Sauvignon Blanc Special Cuvée 1998 – £6.25
Marvellously gun-flinty nose, very Pouilly-Fumé in style. There is intense, ripe pear and lychee fruit too. On the palate lots of character, with pure, ripe, sweet fruit and racy grapefruit acidity. Very long and taut, good balance. Very good indeed. (Vines for this wine are grown on a chalk-rich, very Loire-like soil).

Flight 3, Other wines

Grangehurst Winery (Stellenbosch) Pinotage 1997 – £10.17
Very aromatic. Fragrant bouquet of pastille fruit, vivid blueberry and blackcurrant. Ripe and fruit-driven, yet with a peppery, herbal edge. On the palate typical medicinal, cough-sweet notes are present, but sweet black fruit powers through. Some tannins in a long and very concentrated finish. Very good.

Grangehurst Winery (Stellenbosch) Merlot Reserve 1996 – 10.50
Quite a gamy quality to the nose. Slightly green and herbaceous too, but blackcurrant fruit emerges. A little bit green and lean on the palate, plenty of tannin and moderate acidity. A wine that needs food.

De Trafford (Stellenbosch) Cabernet Sauvignon 1996 – £8.27
Charcoally, slightly green nose with earthy notes. Fruit is rather lean, there is background oak and quite ripe, spicy tannins, then harsh lemony-acidity in the finish.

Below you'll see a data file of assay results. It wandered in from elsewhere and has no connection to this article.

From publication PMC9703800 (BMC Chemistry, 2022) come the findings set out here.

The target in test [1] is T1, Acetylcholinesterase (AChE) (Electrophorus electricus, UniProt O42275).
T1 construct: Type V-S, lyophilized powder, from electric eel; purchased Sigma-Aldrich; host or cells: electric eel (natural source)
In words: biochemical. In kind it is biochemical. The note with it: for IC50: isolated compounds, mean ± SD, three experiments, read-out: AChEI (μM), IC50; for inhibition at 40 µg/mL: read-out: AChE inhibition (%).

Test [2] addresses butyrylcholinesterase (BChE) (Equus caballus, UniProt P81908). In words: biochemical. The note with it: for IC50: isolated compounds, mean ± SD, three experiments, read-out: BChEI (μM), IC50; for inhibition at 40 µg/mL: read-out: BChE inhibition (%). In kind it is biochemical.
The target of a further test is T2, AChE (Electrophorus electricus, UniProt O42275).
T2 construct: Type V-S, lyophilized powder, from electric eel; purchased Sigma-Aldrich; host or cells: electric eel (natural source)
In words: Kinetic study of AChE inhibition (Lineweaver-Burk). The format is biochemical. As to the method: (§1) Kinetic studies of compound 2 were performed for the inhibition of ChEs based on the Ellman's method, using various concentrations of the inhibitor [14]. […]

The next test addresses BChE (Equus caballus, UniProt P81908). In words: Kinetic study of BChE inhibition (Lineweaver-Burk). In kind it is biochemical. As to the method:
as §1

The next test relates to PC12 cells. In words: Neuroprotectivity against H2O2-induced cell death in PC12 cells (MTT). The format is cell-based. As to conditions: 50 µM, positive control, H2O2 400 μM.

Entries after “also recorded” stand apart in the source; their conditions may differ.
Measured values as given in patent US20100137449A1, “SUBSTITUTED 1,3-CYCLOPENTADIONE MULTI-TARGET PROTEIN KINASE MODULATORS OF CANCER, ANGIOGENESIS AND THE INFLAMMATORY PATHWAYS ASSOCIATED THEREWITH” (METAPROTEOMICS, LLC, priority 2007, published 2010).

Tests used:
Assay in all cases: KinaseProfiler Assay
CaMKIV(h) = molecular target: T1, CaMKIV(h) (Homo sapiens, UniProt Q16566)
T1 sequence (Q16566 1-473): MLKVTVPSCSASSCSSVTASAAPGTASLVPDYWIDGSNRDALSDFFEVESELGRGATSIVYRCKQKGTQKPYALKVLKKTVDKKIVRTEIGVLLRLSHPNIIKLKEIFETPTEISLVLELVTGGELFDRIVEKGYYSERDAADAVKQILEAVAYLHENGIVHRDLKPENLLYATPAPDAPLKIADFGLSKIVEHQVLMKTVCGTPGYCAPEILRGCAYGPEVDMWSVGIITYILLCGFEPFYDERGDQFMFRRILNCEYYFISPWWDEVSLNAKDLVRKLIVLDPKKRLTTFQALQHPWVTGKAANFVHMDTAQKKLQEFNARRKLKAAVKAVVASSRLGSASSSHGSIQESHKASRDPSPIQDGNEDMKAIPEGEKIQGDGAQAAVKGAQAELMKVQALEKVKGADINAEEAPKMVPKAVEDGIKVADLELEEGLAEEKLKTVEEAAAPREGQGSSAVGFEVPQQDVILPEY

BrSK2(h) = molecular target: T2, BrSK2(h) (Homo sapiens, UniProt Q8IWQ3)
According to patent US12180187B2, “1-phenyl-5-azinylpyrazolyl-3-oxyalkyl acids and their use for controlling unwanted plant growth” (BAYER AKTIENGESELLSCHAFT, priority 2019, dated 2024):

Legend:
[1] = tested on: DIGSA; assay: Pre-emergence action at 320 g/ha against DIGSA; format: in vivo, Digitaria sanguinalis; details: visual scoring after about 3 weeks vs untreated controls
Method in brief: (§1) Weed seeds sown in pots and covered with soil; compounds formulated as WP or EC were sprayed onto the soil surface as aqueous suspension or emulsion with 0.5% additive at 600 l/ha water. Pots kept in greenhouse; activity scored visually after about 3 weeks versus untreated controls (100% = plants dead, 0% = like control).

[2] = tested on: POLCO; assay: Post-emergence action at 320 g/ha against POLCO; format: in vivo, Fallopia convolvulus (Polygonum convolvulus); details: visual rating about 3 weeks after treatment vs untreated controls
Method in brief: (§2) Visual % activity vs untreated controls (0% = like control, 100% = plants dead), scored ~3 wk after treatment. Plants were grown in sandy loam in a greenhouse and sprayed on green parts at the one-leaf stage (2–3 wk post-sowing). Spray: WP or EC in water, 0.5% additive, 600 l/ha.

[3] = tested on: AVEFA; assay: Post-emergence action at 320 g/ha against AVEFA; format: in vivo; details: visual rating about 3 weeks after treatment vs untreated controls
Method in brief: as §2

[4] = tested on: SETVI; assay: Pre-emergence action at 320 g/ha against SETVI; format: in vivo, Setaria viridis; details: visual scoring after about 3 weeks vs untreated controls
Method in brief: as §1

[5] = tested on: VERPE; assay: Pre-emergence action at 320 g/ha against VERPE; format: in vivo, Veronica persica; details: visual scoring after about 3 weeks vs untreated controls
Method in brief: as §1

De Trafford (Stellenbosch) Merlot 1996 – £8.23
Quite a cool nose of blackcurrant fruit, but also a mineral, earthy quality. Palate is serious and structured with a firm, peppery edge to darker plum and currant fruit. Quite dense and chewy, with spicy oak in the moderately long finish. Good.

Welgemeend (Paarl) Douelle 1994 – £7.74
Very claret-like nose. Cedary old-wood, blackcurrant, dusty, dry fruit. Tannic, but that impression of dusty, sweet blue/black fruit continues. Quite a drying finish suggests maturity, but a Bordeaux style wine that is drinking quite well at a reasonable price.

Welgemeend (Paarl) Estate Reserve 1992 – £8.14
I’ll confess I only had time for a very quick assessment of this wine, but it seemed quite enjoyable with sweet black fruits, though a little dried out and with notable acidity.